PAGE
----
Pediatric Nurse Practitioner (PNP)
Primary and/or Acute Care Tracks
Masters (MN), Post-Masters Certificate (PMCO), and Doctor of Nursing Practice (DNP) options.
The Pediatric Nurse Practitioner (PNP) Program is designed to prepare advanced practice registered nurses to deliver primary and/or acute care to children (birth to 21 years of age) across practice settings and institutional boundaries.
The overall objective of the PNP Program is to provide the foundation and scaffolding for students to become competent and caring pediatric nurse practitioners, scholars, and leaders. The program includes both didactic and clinical courses, beginning with foundational coursework and advancing to specialized clinical applications. In addition to providing direct care to children, graduates are prepared as lifelong learners, leaders, and advocates for children and their families.
The PNP program is Portland-based, using a combination of face-to-face and hybrid classroom/clinical learning opportunities delivered in a combination of quarter-long and executive model intensives (concentrated blocks of time on campus, including weekends). Clinical practicum will often require travel to Portland or other areas, particularly for acute care experience. This flexibility allows working and/or distance students to participate more easily. Students work closely with faculty and are required to participate in 1:1 annual reviews with the PNP Program Director. The expectation is that students come ready and open to learning with/from faculty, clinical preceptors, peers, and the children and families they are privileged to care for.
A PNP may be certified in primary care (PC), acute care (AC), or both (PC-AC). The scope of practice for the PNP-PC- or PNP-AC is not setting specific, but instead is based on the child’s health-related needs:
Primary Care (PC) Track
The PNP-PC practices wherever pediatric patients are in need of primary care. The focus for the PNP-PC is an ongoing relationship with the child and family in the delivery of comprehensive health care and coordination of health services. Accordingly, course work concentrates on foundational knowledge of child growth and development, health promotion and disease prevention behaviors and interventions, and common acute/chronic illnesses and/or conditions.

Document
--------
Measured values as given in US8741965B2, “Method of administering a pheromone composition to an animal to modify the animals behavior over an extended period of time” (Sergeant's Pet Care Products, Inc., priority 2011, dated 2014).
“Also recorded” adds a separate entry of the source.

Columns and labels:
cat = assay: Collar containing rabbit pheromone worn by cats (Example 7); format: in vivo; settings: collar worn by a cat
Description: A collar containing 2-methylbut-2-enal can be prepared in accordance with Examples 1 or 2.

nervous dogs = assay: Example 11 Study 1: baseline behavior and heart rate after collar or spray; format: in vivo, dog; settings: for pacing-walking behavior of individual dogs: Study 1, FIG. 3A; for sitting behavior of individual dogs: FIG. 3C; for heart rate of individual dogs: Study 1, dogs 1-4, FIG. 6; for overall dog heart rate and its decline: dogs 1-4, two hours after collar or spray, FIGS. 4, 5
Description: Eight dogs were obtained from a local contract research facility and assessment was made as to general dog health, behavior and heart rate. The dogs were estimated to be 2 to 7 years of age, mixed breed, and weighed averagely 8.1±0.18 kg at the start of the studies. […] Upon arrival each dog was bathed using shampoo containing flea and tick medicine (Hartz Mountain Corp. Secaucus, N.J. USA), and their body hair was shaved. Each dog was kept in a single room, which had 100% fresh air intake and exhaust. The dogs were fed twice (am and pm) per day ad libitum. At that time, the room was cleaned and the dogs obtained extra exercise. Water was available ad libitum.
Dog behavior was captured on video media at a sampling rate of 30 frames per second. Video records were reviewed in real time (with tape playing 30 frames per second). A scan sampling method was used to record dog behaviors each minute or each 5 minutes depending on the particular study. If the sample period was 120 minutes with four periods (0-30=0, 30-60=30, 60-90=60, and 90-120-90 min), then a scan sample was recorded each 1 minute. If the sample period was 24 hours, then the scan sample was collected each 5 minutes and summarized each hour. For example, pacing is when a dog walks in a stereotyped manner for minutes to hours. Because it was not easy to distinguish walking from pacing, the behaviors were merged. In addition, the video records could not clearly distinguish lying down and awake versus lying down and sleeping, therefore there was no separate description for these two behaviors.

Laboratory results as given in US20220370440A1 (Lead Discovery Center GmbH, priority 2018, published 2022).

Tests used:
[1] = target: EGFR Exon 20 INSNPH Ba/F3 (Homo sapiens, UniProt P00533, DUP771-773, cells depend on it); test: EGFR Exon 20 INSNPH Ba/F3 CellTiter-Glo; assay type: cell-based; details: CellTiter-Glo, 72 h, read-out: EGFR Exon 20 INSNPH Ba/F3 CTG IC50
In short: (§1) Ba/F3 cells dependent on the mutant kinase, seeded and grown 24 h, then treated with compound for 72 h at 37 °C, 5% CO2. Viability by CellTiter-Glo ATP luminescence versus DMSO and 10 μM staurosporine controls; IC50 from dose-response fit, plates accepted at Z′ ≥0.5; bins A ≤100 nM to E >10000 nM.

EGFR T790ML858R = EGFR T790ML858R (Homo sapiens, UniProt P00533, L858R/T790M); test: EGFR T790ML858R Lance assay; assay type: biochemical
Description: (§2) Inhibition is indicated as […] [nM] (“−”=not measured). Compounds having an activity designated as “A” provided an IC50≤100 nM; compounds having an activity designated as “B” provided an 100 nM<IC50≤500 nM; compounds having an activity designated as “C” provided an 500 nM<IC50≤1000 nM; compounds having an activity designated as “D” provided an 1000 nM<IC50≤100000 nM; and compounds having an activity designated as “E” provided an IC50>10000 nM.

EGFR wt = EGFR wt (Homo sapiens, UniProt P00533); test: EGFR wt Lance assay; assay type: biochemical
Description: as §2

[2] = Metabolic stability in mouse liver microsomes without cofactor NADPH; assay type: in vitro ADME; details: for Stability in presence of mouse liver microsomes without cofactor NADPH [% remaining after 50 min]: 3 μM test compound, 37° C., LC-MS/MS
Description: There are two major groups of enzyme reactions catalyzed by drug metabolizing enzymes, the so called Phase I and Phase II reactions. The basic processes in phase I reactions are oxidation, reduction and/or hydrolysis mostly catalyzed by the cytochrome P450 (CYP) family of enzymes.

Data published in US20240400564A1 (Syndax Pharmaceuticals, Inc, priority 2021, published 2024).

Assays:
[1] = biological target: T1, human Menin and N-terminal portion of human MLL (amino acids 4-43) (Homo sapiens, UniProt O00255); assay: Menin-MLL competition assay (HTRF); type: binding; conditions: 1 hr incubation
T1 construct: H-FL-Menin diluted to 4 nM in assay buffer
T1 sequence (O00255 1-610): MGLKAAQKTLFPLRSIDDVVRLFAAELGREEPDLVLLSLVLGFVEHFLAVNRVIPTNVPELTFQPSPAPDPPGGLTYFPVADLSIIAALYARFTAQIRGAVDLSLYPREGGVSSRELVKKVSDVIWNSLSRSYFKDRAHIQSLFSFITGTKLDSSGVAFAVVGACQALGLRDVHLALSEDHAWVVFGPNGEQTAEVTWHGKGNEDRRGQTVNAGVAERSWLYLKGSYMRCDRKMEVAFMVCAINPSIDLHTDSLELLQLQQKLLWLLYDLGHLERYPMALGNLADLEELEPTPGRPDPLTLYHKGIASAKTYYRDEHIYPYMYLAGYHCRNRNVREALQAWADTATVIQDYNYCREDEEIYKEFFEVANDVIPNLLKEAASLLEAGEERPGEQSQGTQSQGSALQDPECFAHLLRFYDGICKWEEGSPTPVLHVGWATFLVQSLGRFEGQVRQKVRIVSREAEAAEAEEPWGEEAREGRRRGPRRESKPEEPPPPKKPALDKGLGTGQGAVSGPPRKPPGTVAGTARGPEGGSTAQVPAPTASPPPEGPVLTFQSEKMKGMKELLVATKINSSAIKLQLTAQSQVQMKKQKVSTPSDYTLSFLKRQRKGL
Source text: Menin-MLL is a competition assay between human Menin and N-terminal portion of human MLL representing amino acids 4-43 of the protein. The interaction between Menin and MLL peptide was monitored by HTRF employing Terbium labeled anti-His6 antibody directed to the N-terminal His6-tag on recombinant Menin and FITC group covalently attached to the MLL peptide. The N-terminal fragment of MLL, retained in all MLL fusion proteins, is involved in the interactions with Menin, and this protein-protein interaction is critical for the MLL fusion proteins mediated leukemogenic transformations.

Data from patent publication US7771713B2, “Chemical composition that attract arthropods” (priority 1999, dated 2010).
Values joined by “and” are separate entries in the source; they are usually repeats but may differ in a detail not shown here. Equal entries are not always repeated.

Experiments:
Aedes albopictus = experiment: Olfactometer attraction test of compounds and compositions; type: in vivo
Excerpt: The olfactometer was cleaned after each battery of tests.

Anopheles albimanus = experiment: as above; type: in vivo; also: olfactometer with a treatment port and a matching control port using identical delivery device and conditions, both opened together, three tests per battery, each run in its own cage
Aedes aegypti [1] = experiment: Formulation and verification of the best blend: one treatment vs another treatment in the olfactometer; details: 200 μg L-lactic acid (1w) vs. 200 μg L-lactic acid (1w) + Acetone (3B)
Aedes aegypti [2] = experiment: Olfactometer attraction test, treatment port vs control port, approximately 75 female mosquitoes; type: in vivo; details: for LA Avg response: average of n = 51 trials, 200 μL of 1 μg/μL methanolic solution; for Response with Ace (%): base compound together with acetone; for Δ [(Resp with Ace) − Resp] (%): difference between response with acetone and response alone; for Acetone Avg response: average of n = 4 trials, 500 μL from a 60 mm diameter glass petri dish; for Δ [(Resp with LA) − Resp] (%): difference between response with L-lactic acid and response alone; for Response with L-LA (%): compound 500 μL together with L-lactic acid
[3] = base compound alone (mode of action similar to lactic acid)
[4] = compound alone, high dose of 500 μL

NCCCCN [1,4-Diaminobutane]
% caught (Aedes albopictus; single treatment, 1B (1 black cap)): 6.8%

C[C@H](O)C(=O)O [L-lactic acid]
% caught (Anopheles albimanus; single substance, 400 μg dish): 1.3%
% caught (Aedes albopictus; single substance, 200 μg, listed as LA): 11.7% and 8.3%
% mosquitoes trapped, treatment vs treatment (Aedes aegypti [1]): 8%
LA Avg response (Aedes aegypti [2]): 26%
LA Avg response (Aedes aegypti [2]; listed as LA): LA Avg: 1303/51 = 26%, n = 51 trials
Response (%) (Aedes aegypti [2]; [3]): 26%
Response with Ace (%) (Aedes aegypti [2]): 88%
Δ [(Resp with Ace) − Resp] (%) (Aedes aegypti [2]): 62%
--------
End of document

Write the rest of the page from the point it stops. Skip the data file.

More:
Acute Care (AC) Track
The focus for the PNP-AC is the delivery of restorative care, characterized by rapidly changing clinical conditions. The PNP-AC practices in acute care settings, such as intensive care units (ICU) or Emergency Departments; however they may also practice wherever pediatric patients are acutely ill, physiologically unstable, technologically dependent, and/or vulnerable to complications. The focus for the PNP-AC is the delivery of restorative care, characterized by rapidly changing clinical conditions.
Note: Applicants to the AC track must have a minimum of two years of experience as a pediatric RN in an acute care setting.
Students will begin with foundational coursework in advanced pathophysiology, advanced pharmacology, and advanced health assessment. The curriculum builds on this foundation adding advanced didactic pediatric coursework and exposing students to varied clinical rotations through pediatric primary, acute, specialty, and/or chronic care clinical sites. While students will choose a track (e.g. PC, AC), the entire first layer of curriculum is identical for everyone. As each student progresses, clinical immersion in track-specific experiences are individually mapped to ensure students graduate, not only with a broad exposure to the role, but also some deep learning opportunities.
The program was developed for full-time study. Students opting for part time may have to wait until specific courses are offered, as coursework is offered using a specific sequence and only once each year.